Pregnancy Trekking. 17th February

Ellesmere Port Basin
One end to the other
Last night we realised that where we are moored is opposite the Holiday Inn’s function room and we wondered if we would be kept awake tonight with a noisy disco from a wedding or some such. Mick ventured out of the museum to find a Saturday paper, he succeeded at a petrol station, most probably having had to dice with death vaulting over barriers on the big roads around here. But he returned safely for breakfast.
Raddle Wharf. The Holiday Inn on the right  with Oleanna nestled in behind the big ship Cuddington
Across in the function room we could see people milling around, a bit early for a wedding. Maybe it was a conference. I zoomed in with my camera to some things that were on a table at the end of the room, sadly I didn’t take a photo. Next to what looked like a raffle prize of a basket of fruit was a display board. There was a map of Africa, a photo of a group of people in football shirts and across the top it said Pregnancy Trekking. All the people in the room were women of various ages, but mostly ladies who had long passed the days of child bearing. Maybe it said Pregnancy Training! They spent the day in that room, had lunch and at one point the curtains were firmly closed, either a film or some group activity that required some privacy.
Looking down the locks
Anyhow, after breakfast we walked up to reception to finish checking in. Our mooring fee for two nights was the entrance fee for us both for the first day followed by £4 a night for Oleanna, £23.50. The entrance fee covers us for a full years admittance here and at The National Waterways Museum Gloucester too. This is very handy as we plan on heading to the Gloucester Sharpness Canal this year, just hope it reopens after a refurbishment before we get there.
Not bathing huts but offices overlooking the Ship Canal, the Mersey and John Lennon AirportA slipway where boats were hauled out at high tideThe Ellesmere Canal was Thomas Telfords first canal building job, linking the Mersey to the Dee at Chester and then the Severn (this section was never achieved). Ellesmere Port was a holiday destination in the 1790’s, very hard to believe now. Golden sands, a modern bathing house and the tourists were brought here by packet boat from Liverpool and Chester. The first canal basin was small, with only a lock keepers cottage, an inn, stables and an engine to pump water from the upper basin.
Map before the Ship Canal was built
The red dot is where we are moored
By 1843 a new dock was opened, updated with warehouses, offices and upgraded locks, it could now be a busy commercial port. New links with the Trent and Mersey, Birmingham and Liverpool Canals meant that the port grew quickly. The Manchester Ship Canal opened in 1894, bringing with it much industry. The Shropshire Union and Railway company advertised itself as the ‘first port on the Manchester Ship Canal’. Metal work, oil and chemicals all brought with it a growth in the population, no longer a holiday destination, just a  mass of industry! A lack of housing and increase in pollution followed.  The port expanded.
Model of the docks
No warehouses around us today
How the lower basin was
Oleanna would just be through that archway
Moving goods on and off ships and canal boats took time, so hydraulic cranes were used around the docks to speed the process up all powered from a central Pump House. Later a dock railway did a similar job. They even produced their own gas on site, so work could continue through the night. Where Oleanna is moored at the moment there used to be warehouses spanning the islands, with archways below where boats could be loaded and unloaded. There are still signs of the supporting pillars as we walk to and from from Oleanna.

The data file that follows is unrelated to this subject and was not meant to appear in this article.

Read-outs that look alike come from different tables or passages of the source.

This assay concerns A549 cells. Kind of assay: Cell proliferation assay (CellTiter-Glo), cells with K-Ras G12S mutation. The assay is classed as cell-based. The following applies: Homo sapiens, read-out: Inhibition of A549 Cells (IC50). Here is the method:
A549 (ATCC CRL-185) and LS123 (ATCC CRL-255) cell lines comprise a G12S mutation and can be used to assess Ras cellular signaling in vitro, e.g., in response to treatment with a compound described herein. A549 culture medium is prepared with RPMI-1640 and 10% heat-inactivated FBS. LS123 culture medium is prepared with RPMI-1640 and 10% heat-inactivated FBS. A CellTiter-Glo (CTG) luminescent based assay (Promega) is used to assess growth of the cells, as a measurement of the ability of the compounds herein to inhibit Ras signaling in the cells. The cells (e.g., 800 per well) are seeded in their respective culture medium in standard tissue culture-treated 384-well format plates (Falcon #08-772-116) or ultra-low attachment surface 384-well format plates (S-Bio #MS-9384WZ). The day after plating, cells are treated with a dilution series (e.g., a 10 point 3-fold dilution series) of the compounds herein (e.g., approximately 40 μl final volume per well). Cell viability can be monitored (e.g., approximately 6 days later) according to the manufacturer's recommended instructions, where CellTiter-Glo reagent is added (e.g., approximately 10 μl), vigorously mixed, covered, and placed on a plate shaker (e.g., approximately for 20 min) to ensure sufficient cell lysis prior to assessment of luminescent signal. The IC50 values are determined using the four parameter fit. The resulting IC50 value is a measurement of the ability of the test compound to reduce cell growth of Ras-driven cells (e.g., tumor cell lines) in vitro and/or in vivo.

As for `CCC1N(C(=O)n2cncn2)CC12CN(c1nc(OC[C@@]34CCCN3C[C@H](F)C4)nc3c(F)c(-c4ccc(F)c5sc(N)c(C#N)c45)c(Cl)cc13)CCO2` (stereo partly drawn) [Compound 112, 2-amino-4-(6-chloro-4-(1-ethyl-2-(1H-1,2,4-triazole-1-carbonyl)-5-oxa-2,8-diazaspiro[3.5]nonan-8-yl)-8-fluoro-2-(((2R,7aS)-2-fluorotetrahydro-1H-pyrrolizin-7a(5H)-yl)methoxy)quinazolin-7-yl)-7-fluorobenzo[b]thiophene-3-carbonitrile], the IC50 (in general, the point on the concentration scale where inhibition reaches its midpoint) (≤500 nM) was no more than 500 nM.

The Pump House
In 1956 the docks closed, the site decayed and buildings became derelict. In 1971 an enthusiastic group wanting to preserve boats and the traditions of the canals decided to take action. They created The North West Museum of Inland Navigation, with local support Ellesmere Port became their home. The Toll House was the first to be restored and in June 1976 it housed a small exhibition. In 1980 The Boat Museum Trust was formed and in 1999 it was renamed the National Waterways Museum.
Victoria ArmMossdale in a specially built cradle so she can dry out slowly and be preservedLast year a project funded by the Arts Council England Resilience Fund meant that many decaying sunk boats could be lifted out from the water and put into storage off site so that restoration work can be carried out on them. The Victoria Arm has funding to help develop it into a dry dock to be used to help conserve the museums boats and possibly for commercial use. The largest of the museums boats Cuddington (our nearest neighbour) will be able to fit in the dock.
Different jointsBlacksmiths forge with six forgesWe spent the morning exploring the slipway, carpenters workshops, stables, power house.
1830s living room1950s living room1950s knitting, pre decimalisationThen having home on our doorstep we returned to Oleanna for lunch before visiting the four Porters cottages which have been laid out spanning from 1830’s to 1950’s. Then we moved on to the Island Warehouse, but only managed to do the ground floor. There is so much to read and look at, things we thought we knew about, but there is so much more. Originally we thought we’d spend a day doing the museum, but because we can, we’ll finish what we started tomorrow, we may even stay another night.
Looking up the Ship Canal

0 locks, 0 miles, 1 private museum, 4 cottages, 52 pregnancy trekkers, 4mm needles, 2 much to read, 2 much to take in, 2nd day needed, 1 quiet night on board.

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